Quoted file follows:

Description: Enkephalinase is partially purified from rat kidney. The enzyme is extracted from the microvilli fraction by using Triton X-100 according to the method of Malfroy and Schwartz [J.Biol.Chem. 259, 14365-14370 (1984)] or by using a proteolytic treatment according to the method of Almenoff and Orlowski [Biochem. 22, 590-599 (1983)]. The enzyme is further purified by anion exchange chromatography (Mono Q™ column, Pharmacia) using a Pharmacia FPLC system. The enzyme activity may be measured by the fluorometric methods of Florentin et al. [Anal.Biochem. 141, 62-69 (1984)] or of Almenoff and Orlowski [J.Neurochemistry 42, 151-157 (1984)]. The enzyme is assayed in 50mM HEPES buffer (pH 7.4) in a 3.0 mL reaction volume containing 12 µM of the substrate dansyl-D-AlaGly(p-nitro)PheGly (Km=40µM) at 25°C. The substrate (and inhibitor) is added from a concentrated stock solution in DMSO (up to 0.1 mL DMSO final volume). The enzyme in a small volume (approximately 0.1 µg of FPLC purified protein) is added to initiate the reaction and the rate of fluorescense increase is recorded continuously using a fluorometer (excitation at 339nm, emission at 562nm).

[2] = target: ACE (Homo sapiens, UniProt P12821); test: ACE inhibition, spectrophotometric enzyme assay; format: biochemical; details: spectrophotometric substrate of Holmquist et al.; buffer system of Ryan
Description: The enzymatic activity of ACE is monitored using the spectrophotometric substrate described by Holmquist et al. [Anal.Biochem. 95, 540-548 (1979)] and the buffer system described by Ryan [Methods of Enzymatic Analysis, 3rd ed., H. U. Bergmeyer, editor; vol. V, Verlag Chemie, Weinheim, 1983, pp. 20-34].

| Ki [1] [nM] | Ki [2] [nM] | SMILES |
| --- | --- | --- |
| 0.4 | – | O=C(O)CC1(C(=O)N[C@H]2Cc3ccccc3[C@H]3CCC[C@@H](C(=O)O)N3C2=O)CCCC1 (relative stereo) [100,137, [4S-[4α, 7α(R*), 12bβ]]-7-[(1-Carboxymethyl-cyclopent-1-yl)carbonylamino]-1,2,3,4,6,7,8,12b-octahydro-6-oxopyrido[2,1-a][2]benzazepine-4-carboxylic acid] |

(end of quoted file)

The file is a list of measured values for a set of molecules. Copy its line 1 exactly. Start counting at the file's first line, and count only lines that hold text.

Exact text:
Description: Enkephalinase is partially purified from rat kidney. The enzyme is extracted from the microvilli fraction by using Triton X-100 according to the method of Malfroy and Schwartz [J.Biol.Chem. 259, 14365-14370 (1984)] or by using a proteolytic treatment according to the method of Almenoff and Orlowski [Biochem. 22, 590-599 (1983)]. The enzyme is further purified by anion exchange chromatography (Mono Q™ column, Pharmacia) using a Pharmacia FPLC system. The enzyme activity may be measured by the fluorometric methods of Florentin et al. [Anal.Biochem. 141, 62-69 (1984)] or of Almenoff and Orlowski [J.Neurochemistry 42, 151-157 (1984)]. The enzyme is assayed in 50mM HEPES buffer (pH 7.4) in a 3.0 mL reaction volume containing 12 µM of the substrate dansyl-D-AlaGly(p-nitro)PheGly (Km=40µM) at 25°C. The substrate (and inhibitor) is added from a concentrated stock solution in DMSO (up to 0.1 mL DMSO final volume). The enzyme in a small volume (approximately 0.1 µg of FPLC purified protein) is added to initiate the reaction and the rate of fluorescense increase is recorded continuously using a fluorometer (excitation at 339nm, emission at 562nm).